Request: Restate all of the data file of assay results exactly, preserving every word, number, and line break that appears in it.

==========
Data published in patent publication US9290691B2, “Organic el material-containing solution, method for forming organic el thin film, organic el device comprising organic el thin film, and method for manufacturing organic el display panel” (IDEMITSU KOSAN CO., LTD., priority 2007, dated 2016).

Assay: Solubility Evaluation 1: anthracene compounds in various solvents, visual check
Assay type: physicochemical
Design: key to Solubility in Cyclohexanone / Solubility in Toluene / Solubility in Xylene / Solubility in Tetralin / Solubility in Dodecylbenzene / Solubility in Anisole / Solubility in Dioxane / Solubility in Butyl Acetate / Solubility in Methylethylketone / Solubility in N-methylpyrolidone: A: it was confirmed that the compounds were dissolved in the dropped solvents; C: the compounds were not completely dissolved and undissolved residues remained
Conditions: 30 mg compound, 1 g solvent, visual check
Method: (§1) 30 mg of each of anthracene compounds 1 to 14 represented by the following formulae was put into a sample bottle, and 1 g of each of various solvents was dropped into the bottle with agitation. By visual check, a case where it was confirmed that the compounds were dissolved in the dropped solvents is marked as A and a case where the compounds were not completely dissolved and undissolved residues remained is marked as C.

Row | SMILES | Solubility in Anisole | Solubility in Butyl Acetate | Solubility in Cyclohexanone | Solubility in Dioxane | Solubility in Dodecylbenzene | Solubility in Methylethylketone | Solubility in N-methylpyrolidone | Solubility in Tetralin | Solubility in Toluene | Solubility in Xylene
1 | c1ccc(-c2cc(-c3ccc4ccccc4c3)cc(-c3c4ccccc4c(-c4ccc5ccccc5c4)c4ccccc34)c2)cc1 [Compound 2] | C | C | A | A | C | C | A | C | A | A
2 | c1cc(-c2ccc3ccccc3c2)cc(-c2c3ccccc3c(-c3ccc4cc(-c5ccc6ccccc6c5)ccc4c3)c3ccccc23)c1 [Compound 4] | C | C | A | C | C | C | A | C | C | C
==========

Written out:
Data published in patent publication US9290691B2, “Organic el material-containing solution, method for forming organic el thin film, organic el device comprising organic el thin film, and method for manufacturing organic el display panel” (IDEMITSU KOSAN CO., LTD., priority 2007, dated 2016).

Assay: Solubility Evaluation 1: anthracene compounds in various solvents, visual check
Assay type: physicochemical
Design: key to Solubility in Cyclohexanone / Solubility in Toluene / Solubility in Xylene / Solubility in Tetralin / Solubility in Dodecylbenzene / Solubility in Anisole / Solubility in Dioxane / Solubility in Butyl Acetate / Solubility in Methylethylketone / Solubility in N-methylpyrolidone: A: it was confirmed that the compounds were dissolved in the dropped solvents; C: the compounds were not completely dissolved and undissolved residues remained
Conditions: 30 mg compound, 1 g solvent, visual check
Method: (§1) 30 mg of each of anthracene compounds 1 to 14 represented by the following formulae was put into a sample bottle, and 1 g of each of various solvents was dropped into the bottle with agitation. By visual check, a case where it was confirmed that the compounds were dissolved in the dropped solvents is marked as A and a case where the compounds were not completely dissolved and undissolved residues remained is marked as C.

Row | SMILES | Solubility in Anisole | Solubility in Butyl Acetate | Solubility in Cyclohexanone | Solubility in Dioxane | Solubility in Dodecylbenzene | Solubility in Methylethylketone | Solubility in N-methylpyrolidone | Solubility in Tetralin | Solubility in Toluene | Solubility in Xylene
1 | c1ccc(-c2cc(-c3ccc4ccccc4c3)cc(-c3c4ccccc4c(-c4ccc5ccccc5c4)c4ccccc34)c2)cc1 [Compound 2] | C | C | A | A | C | C | A | C | A | A
2 | c1cc(-c2ccc3ccccc3c2)cc(-c2c3ccccc3c(-c3ccc4cc(-c5ccc6ccccc6c5)ccc4c3)c3ccccc23)c1 [Compound 4] | C | C | A | C | C | C | A | C | C | C